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EASA E AEI: Uma parceria para a Segurança da Aviação A segurança da aviação é difícil de conseguir se trabalharmos sozinhos, mas é muito mais fácil quando se trabalha em equipa. Por este motivo, é estratégia da EASA procurar trabalhar em conjunto e mais estreitamente com a AEI. A EASA acredita firmemente nesta parceria, dado que o papel dos engenheiros no sistema da aviação não pode ser sobrestimado. Estes têm um papel fundamental a desempenhar visto assegurarem a manutenção da aeronavegabilidade das aeronaves. No entanto, este não é seu papel mais importante. A sua função crucial consiste em serem os ‘olhos e ouvidos’ do sistema; sentirem o que está verdadeiramente a acontecer na aviação. Os engenheiros de aeronaves constituem uma das maiores e mais sólidas barreiras de segurança do sistema, possuindo a informação em primeira mão sobre os possíveis riscos de segurança no ambiente da manutenção. Vemos oportunidades para o desenvolvimento de uma relação construtiva com a AEI e estamos confiantes de que iremos assistir a uma participação mais ativa por parte da associação. A AEI e a Agência estão do mesmo lado, envidando todos os esforços possíveis no sentido de assegurarem que nenhumas atividades de condutas impróprias sejam realizadas durante a qualificação dos candidatos para as licenças da Parte-66. Um sólido sistema de elaboração relatórios de segurança pode fazer uma grande diferença na aquisição de segurança. No entanto, para que um sistema de elaboração de relatórios funcione é vital que as organizações adotem totalmente uma cultura de segurança, não culpando mas antes promovendo a elaboração dos relatórios de ocorrências. Durante a análise dos nossos regulamentos a Agência conta com o contributo ativo de todas as partes intervenientes no sentido de prestarem aconselhamento sobre a melhor forma de melhorar as regras; tornando-as mais pragmáticas e concomitantes com a realidade operacional. É isto que procuramos atualmente com o trabalho nas Parte-66 e Parte-147. Como resultado a EASA e a AEI pretendem ver um forte sistema de licenciamento da Parte-66, apoiado por requisitos adequados para as organizações de formação de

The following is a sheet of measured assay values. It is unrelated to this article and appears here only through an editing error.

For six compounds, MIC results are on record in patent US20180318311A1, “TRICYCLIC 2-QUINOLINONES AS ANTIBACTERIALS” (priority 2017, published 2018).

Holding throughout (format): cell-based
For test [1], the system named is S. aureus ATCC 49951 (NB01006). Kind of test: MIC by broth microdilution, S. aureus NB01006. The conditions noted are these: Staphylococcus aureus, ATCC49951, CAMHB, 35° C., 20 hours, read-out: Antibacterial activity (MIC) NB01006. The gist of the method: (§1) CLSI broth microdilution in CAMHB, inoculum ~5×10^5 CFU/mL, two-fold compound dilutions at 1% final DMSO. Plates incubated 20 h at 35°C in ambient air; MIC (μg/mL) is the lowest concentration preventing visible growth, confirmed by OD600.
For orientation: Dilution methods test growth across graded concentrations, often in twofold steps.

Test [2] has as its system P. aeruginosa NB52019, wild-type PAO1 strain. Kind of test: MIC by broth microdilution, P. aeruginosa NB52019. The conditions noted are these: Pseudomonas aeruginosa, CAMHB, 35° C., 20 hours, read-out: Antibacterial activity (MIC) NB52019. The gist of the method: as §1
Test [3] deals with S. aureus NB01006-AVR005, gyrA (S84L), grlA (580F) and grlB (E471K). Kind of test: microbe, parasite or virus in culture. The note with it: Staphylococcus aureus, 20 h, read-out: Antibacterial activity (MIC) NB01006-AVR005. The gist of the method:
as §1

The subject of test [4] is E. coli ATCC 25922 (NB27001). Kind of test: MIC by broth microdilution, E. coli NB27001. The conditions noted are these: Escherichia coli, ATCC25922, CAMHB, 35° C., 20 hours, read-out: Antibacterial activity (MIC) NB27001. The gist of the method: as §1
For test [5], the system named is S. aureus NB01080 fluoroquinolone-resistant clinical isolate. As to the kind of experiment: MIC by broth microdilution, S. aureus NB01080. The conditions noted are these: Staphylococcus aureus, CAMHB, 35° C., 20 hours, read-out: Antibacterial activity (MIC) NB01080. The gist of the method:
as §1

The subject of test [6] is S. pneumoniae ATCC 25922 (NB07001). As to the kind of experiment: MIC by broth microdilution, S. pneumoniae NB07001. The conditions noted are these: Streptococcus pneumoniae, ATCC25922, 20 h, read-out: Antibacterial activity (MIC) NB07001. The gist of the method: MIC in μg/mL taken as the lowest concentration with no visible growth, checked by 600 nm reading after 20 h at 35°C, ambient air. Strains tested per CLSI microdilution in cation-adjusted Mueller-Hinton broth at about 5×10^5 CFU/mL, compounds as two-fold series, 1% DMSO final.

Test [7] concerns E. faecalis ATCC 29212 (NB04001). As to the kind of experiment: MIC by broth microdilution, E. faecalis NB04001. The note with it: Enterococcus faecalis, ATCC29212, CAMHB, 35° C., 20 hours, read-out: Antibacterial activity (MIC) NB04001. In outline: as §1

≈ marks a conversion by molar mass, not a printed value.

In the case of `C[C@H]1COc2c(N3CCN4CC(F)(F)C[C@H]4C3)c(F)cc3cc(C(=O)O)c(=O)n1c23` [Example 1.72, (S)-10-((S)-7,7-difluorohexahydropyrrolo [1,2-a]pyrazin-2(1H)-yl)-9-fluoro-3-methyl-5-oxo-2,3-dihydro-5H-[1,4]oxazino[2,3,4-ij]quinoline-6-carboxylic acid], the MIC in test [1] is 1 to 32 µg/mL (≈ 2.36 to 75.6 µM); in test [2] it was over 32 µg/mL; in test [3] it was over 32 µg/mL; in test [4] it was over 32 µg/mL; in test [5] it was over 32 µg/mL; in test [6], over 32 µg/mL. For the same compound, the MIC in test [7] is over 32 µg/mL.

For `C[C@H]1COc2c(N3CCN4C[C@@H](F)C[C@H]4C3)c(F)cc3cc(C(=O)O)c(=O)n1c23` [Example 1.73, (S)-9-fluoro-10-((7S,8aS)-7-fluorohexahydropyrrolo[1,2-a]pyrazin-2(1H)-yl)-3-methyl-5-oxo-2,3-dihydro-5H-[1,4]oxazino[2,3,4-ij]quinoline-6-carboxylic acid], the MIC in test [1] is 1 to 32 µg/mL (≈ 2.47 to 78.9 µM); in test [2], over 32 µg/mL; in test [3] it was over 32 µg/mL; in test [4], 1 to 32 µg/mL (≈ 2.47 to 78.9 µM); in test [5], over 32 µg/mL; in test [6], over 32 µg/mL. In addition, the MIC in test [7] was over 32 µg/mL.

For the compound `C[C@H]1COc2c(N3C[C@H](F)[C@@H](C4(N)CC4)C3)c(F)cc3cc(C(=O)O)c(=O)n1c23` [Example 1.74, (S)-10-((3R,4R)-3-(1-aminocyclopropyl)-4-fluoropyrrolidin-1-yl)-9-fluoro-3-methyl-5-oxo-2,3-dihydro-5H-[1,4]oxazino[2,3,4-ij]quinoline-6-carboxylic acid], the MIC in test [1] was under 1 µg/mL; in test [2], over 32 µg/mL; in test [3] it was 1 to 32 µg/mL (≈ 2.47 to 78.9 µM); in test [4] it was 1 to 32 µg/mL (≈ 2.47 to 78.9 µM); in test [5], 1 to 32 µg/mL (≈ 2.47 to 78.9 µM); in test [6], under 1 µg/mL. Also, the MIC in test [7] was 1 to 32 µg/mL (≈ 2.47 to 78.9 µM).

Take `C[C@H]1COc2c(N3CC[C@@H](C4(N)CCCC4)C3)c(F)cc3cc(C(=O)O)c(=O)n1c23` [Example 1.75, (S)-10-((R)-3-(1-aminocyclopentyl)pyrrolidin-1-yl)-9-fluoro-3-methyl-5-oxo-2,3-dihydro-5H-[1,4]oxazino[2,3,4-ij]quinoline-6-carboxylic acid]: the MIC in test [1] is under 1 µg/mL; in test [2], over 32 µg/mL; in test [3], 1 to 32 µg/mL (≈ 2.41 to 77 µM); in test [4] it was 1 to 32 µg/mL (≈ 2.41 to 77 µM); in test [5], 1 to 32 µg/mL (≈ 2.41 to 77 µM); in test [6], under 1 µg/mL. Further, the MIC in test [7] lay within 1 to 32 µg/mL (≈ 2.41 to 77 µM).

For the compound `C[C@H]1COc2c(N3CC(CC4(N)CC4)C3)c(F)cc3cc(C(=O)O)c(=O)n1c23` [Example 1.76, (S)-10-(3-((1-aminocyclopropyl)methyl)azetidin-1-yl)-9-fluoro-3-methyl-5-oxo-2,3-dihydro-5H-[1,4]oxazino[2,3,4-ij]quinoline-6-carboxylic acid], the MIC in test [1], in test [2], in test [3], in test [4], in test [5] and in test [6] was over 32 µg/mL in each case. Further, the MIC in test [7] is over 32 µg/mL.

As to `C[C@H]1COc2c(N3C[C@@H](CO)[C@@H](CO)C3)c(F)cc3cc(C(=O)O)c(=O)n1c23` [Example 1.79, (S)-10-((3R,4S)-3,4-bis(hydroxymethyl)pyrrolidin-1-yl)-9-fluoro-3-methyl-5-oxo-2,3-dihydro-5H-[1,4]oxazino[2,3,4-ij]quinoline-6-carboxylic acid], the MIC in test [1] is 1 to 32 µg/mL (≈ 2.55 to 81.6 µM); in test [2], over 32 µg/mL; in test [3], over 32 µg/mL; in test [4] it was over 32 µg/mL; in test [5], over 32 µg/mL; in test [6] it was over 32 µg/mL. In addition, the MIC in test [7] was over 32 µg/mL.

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Portugese

manutenção da Parte-147. São também necessários requisitos apropriados para a avaliação de competências da certificação do staff no interior das organizações de manutenção. A Agência reconhece que ainda é preciso trabalho para definir melhor as funções e responsabilidades deste staff, por exemplo, relativamente aos níveis de supervisão e coordenação esperados antes que possa ser emitido um certificado de ‘aptidão para o serviço’. Por este motivo já começámos a trabalhar com vista à realização de alterações1. É um facto que mais regulamentações não irão conduzir, necessariamente, a uma maior segurança. Quanto mais equilibrada, mais bem pensada uma regra for, mais eficaz será a abordagem dos riscos. Para elaborar uma regra eficaz, é necessário conhecimento do ambiente no qual esta será aplicada e de que forma pode ser melhor direcionada para a consecução do seu objetivo. No exemplo dado o contributo da AEI será inestimável. No decorrer da conferência da AEI em outubro em Reiquiavique, Islândia, a Agência estará lá para fornecer uma atualização sobre as atividades mais recentes e ouvir os contributos dos membros da AEI. Consideramos a nossa participação na conferência como um trampolim para expandirmos a nossa parceria, juntando forças no esforço comum da segurança da aviação. Nos últimos meses a relação entre a EASA e AEI passou por consideráveis mudanças positivas. Após a nossa reunião, Robert Alway e eu próprio estamos confiantes que a cooperação atual será ainda mais reforçada, tornando-se uma sinergia para a segurança. Marcámos reuniões trimestrais entre a EASA e a AEI e acolhemos a contribuição ativa da AEI nos nossos grupos de trabalho. Acreditamos que, juntando forças na partilha de informações abertamente de uma forma construtiva iremos funcionar como uma equipa eficaz, no sentido de assegurarmos um elevado nível de segurança. 1 Isto está a ser discutido no âmbito da atual tarefa de elaboração da regulamentação RMT.0097 (145.024), na qual já está a ser emitido um NPA 2014-11.